Sketch: Child abuse? Either there wasn’t a cover-up… or it was a very good one

Peter Wanless of the NSPCC tells MPs that he found no evidence that the Home Office deliberately destroyed evidence of child abuse – but he can’t be sure that it didn’t

The inquiry centred on claims that the Home Office failed to act on allegations made by Geoffrey Dickens MP in the Eighties

Geoffrey Dickens, a Conservative MP who died in 1995, believed Parliament treated accusations of child sex abuse lightly because influential people were involved Photo: REX
To recap: the Wanless review was commissioned to investigate whether the Home Office deliberately destroyed evidence of organised child abuse. However, the review was unable to find evidence that the Home Office did destroy evidence, or indeed find evidence that it didn’t destroy evidence, partly because the only way to find evidence that it didn’t destroy evidence would be to find the evidence. As the review was unable to find the evidence, it was unable to find evidence that the evidence wasn’t destroyed. Any evidence that the evidence was destroyed may itself have been destroyed, assuming that evidence of that evidence ever existed, although there is no evidence to suggest that it did. Critics, of course, may believe that the lack of evidence of the evidence is evidence that the evidence was destroyed. Either way, there is no evidence that the evidence still exists, although equally there’s no evidence that it doesn’t.
Yes, that all seems to make sense.
Today, after his review was published, Peter Wanless – head of the National Society for the Prevention of Cruelty to Children – appeared before the MPs of the Home Affairs select committee. Also present was his review’s co-author, Richard Whittam QC. The two confirmed that they’d found no cover-up, although they conceded that this may only be because the cover-up was successful.
This was an unusual hearing. Normally the committee’s MPs are all too eager to get stuck into their interviewees, ranting and hooting and dishing out blame, but here they were models of courtesy. “There’s no doubt that you’ve carried out your work in a very conscientious manner,” said David Winnick (Labour, Walsall North). Perhaps no one on the committee was aware that Simon Danczuk (Labour, Rochdale), a vocal campaigner against child abuse, had earlier dismissed the review as “a whitewash”, because Mr Wanless had been “set up to fail”. If they were aware he’d said this, they didn’t mention it.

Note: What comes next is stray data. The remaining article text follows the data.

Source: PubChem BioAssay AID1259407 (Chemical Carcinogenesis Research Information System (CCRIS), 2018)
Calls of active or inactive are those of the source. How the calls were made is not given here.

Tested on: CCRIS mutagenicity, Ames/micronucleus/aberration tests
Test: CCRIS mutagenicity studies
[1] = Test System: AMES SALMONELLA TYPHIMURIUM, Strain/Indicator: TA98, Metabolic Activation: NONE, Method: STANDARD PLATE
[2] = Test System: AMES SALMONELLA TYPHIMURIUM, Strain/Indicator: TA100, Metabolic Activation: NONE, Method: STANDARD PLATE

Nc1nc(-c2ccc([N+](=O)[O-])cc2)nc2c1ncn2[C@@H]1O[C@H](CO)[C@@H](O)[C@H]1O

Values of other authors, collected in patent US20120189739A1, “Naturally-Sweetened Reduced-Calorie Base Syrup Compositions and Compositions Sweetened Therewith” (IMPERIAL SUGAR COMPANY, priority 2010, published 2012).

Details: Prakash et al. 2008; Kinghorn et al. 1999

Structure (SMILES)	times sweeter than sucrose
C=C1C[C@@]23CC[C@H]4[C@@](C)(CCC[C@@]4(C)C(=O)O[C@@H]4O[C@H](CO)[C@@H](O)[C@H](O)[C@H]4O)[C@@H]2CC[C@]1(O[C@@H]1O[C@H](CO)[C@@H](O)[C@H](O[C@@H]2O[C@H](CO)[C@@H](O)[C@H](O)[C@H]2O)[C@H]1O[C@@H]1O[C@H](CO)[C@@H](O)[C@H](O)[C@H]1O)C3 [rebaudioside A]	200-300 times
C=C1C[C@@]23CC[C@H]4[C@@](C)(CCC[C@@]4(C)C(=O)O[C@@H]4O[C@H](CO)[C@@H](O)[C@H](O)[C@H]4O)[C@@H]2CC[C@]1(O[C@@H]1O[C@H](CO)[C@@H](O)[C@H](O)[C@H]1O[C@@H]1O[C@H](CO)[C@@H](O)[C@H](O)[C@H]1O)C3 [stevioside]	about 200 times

Keith Vaz, the committee’s chairman, asked Mr Wanless whether the Government had sought his views on its overarching child abuse inquiry. “I’m not saying they’ve asked you to head it!” he added.
“No!” grinned Mr Wanless, pretending to wipe sweat from his brow in a gesture of mock-relief.
Straight after the hearing, Theresa May was called to the Commons to answer an Urgent Question about the report. “I cannot stand here and say that during the 1980s the Home Office was not involved in a cover-up,” said the Home Secretary. Then again, she couldn’t stand there and say that during the 1980s the Home Office was involved in a cover-up, either. Yvette Cooper, shadow Home Secretary, thanked Mr Wanless and Mr Whittam for “their detailed work”, which is an odd way to put it, given that the details everyone’s interested in are the details their work doesn’t contain.
In summary: Peter Wanless has looked in the haystack. He found no needle. But he doesn’t know whether that’s because someone else found the needle first.

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